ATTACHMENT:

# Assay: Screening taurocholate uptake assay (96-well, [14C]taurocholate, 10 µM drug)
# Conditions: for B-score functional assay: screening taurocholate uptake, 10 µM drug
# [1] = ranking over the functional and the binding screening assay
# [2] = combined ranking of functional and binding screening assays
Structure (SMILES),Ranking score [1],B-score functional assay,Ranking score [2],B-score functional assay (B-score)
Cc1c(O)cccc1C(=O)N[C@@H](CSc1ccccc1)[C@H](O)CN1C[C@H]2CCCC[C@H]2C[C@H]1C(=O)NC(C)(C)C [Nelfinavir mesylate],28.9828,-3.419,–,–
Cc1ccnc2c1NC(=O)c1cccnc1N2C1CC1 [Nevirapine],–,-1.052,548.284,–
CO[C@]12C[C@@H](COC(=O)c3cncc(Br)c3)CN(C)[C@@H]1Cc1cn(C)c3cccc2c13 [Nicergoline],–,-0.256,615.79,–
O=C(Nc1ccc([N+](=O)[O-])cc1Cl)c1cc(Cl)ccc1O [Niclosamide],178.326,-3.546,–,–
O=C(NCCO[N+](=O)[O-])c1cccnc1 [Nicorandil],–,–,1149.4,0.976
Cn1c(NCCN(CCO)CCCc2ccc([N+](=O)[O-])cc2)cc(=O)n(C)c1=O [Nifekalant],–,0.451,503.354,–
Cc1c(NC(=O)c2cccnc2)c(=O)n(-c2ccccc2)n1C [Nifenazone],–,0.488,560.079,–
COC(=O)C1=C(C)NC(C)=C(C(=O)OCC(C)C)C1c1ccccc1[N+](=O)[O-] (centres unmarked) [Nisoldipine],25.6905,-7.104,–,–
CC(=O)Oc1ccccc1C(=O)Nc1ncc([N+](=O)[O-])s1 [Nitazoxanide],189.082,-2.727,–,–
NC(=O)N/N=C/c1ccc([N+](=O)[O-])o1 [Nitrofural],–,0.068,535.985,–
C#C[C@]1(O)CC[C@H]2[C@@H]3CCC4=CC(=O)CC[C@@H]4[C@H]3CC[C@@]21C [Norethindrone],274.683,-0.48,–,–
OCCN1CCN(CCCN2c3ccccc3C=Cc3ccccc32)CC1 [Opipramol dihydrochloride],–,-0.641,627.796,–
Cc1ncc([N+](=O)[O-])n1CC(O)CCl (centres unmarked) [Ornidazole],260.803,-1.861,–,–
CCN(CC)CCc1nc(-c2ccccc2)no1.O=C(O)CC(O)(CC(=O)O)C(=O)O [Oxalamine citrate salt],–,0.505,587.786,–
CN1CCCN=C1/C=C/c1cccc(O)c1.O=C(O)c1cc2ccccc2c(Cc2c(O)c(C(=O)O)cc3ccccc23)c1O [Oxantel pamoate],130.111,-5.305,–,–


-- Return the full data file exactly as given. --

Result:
# Assay: Screening taurocholate uptake assay (96-well, [14C]taurocholate, 10 µM drug)
# Conditions: for B-score functional assay: screening taurocholate uptake, 10 µM drug
# [1] = ranking over the functional and the binding screening assay
# [2] = combined ranking of functional and binding screening assays
Structure (SMILES),Ranking score [1],B-score functional assay,Ranking score [2],B-score functional assay (B-score)
Cc1c(O)cccc1C(=O)N[C@@H](CSc1ccccc1)[C@H](O)CN1C[C@H]2CCCC[C@H]2C[C@H]1C(=O)NC(C)(C)C [Nelfinavir mesylate],28.9828,-3.419,–,–
Cc1ccnc2c1NC(=O)c1cccnc1N2C1CC1 [Nevirapine],–,-1.052,548.284,–
CO[C@]12C[C@@H](COC(=O)c3cncc(Br)c3)CN(C)[C@@H]1Cc1cn(C)c3cccc2c13 [Nicergoline],–,-0.256,615.79,–
O=C(Nc1ccc([N+](=O)[O-])cc1Cl)c1cc(Cl)ccc1O [Niclosamide],178.326,-3.546,–,–
O=C(NCCO[N+](=O)[O-])c1cccnc1 [Nicorandil],–,–,1149.4,0.976
Cn1c(NCCN(CCO)CCCc2ccc([N+](=O)[O-])cc2)cc(=O)n(C)c1=O [Nifekalant],–,0.451,503.354,–
Cc1c(NC(=O)c2cccnc2)c(=O)n(-c2ccccc2)n1C [Nifenazone],–,0.488,560.079,–
COC(=O)C1=C(C)NC(C)=C(C(=O)OCC(C)C)C1c1ccccc1[N+](=O)[O-] (centres unmarked) [Nisoldipine],25.6905,-7.104,–,–
CC(=O)Oc1ccccc1C(=O)Nc1ncc([N+](=O)[O-])s1 [Nitazoxanide],189.082,-2.727,–,–
NC(=O)N/N=C/c1ccc([N+](=O)[O-])o1 [Nitrofural],–,0.068,535.985,–
C#C[C@]1(O)CC[C@H]2[C@@H]3CCC4=CC(=O)CC[C@@H]4[C@H]3CC[C@@]21C [Norethindrone],274.683,-0.48,–,–
OCCN1CCN(CCCN2c3ccccc3C=Cc3ccccc32)CC1 [Opipramol dihydrochloride],–,-0.641,627.796,–
Cc1ncc([N+](=O)[O-])n1CC(O)CCl (centres unmarked) [Ornidazole],260.803,-1.861,–,–
CCN(CC)CCc1nc(-c2ccccc2)no1.O=C(O)CC(O)(CC(=O)O)C(=O)O [Oxalamine citrate salt],–,0.505,587.786,–
CN1CCCN=C1/C=C/c1cccc(O)c1.O=C(O)c1cc2ccccc2c(Cc2c(O)c(C(=O)O)cc3ccccc23)c1O [Oxantel pamoate],130.111,-5.305,–,–